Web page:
What Did You Watch This Week? Rick’s Highlights
Body and Soul (1947): John Garfield‘s first collaboration with writer (and future Hollywood Ten member) Abraham Polonsky, who would direct him in the superior Force of Evil, one of the greatest of all noirs, the following year. Body and Soul has plenty to recommend it too, though: Garfield is excellent as the working-class boy rocketing to dubious success, the script sizzles despite being a bit overstuffed, and master cinematographer James Wong Howe casts his trademark pall over everything; even the light moments seem suffused with danger. (He also insisted on filming inside the ring, purportedly on roller skates, setting a template that every other boxing movie – including its most obvious descendant, Raging Bull – would strive to emulate). That Body and Soul is first and foremost a genre pic — rigged fights, the lures of crooked promoters, family and romantic melodramas — allows Polonsky ample oppotunity to sneak plenty of anti-capitalist strains into the Hollywood machine, including perhaps its most succinct, bitter summation, a bomb thrown from within by “a very dangerous citizen” who would be mercilessly targeted by the state in the years to come for his refusal to apologize, much less name names: “Everything is addition and subtraction. The rest is conversation.”
High Sierra (1941): The best thing about this nasty crime film is its obliviousness to its own content. Raoul Walsh, working from a John Huston script, seems convinced that this is a film about Bogart‘s Roy Earle, a one-last-job pro headed for a reckoning born of hubris and self-delusion. Bogart obviously seems to think so, and the film itself proceeds as though it were the case. But the structure of the narrative, and especially its Code-required third-act death, makes clear that this is entirely Ida Lupino‘s film. Her ex-dancing girl Marie — “a character trapped by the revolving door of double standards that plague countless women like her,” in Kristen Lopez’s formulation — is the one who undergoes an ambiguous transformation in High Sierra, she’s the one to whom we relate most intensely, and she’s the moral center of the grim proceedings, despite literally and figuratively being cast to the margins. It’s a fascinating case study in the way texts can elude their authors, as well as a tribute to the sheer force of intelligence in Lupino’s screen presence.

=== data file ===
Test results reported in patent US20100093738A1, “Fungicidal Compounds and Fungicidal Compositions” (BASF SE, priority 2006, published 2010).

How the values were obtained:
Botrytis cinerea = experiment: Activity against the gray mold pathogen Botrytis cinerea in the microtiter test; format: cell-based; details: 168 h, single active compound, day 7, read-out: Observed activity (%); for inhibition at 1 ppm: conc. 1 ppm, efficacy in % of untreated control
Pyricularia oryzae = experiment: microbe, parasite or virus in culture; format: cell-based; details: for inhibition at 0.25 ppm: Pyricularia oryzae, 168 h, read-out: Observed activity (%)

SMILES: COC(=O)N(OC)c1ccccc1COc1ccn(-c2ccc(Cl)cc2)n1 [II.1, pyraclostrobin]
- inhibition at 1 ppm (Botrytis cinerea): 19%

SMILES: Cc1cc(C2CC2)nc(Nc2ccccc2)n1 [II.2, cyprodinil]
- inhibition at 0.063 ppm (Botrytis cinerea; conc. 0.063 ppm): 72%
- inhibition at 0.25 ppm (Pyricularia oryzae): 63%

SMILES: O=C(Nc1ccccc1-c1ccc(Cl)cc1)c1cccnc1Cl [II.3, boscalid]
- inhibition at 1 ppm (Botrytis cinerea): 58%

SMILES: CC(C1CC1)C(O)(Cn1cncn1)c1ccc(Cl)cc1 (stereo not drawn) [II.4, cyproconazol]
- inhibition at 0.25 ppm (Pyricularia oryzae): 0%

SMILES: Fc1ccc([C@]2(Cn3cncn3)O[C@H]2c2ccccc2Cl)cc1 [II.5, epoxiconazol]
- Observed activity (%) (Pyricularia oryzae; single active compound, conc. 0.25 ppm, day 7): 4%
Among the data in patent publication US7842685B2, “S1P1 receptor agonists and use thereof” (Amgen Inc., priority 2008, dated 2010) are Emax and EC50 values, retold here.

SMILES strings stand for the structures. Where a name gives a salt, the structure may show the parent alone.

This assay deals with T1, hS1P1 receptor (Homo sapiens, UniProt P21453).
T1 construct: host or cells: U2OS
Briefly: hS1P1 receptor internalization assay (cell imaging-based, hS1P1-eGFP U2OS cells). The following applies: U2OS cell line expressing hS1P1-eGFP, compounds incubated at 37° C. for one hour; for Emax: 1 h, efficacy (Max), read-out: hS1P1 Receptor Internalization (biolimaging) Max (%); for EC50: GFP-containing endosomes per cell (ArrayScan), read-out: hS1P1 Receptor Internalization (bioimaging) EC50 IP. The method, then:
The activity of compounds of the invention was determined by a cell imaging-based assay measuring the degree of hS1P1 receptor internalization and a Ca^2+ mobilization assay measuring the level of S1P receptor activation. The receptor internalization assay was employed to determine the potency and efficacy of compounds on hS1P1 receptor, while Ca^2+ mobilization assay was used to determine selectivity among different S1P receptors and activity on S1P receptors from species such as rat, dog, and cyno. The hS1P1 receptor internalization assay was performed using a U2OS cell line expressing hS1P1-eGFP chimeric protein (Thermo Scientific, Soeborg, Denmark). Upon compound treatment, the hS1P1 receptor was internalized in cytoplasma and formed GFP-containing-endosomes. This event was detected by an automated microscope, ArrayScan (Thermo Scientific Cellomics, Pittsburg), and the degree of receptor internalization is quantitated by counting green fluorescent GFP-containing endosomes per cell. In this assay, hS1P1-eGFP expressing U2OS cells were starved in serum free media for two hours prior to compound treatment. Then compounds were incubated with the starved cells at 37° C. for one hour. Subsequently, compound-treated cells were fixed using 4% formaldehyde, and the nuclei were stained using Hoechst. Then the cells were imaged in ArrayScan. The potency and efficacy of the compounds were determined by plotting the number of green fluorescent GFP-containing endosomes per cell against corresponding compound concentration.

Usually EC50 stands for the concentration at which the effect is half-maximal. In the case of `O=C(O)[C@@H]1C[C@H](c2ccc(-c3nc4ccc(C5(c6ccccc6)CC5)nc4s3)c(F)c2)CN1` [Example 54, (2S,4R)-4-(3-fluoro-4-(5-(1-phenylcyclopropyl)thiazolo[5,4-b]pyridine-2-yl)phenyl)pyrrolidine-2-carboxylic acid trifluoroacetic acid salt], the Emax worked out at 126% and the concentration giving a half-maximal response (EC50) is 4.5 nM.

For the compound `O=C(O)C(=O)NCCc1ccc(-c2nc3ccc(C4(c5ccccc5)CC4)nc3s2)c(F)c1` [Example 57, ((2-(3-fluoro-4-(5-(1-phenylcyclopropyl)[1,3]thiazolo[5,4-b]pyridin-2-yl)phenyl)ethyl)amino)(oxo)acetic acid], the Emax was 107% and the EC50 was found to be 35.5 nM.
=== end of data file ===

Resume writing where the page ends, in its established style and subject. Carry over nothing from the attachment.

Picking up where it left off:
Turkey Shoot (1982): There have been many adaptations of The Most Dangerous Game, but this Ozploitation entry from Brian Trenchard-Smith (Dead End Drive-In, um, Leprechaun 4: In Space) is almost certainly the only one featuring a circus werewolf introduced wearing a top hat. Set in the kind of future dystopia that only a 28-day shooting schedule can produce, and starring the black hole of charisma that is Steve Railsback alongside Zefferelli’s Juliet Olivia Hussey, Turkey Shoot is, to put it gently, kind of a mess. But once the interminable first half is through clumsily establishing that future prison is future terrible, we are treated to 45 minutes of chase hijinks through Queensland and our Australian Z-movie folks doing what they do best, namely blowing shit up. Did I mention the werewolf? There’s also a werewolf. (Look for this on an upcoming episode of We Love To Watch, where Rick, Pete, and Aaron talk in more detail about Turkey Shoot than anyone involved in Turkey Shoot ever considered doing.)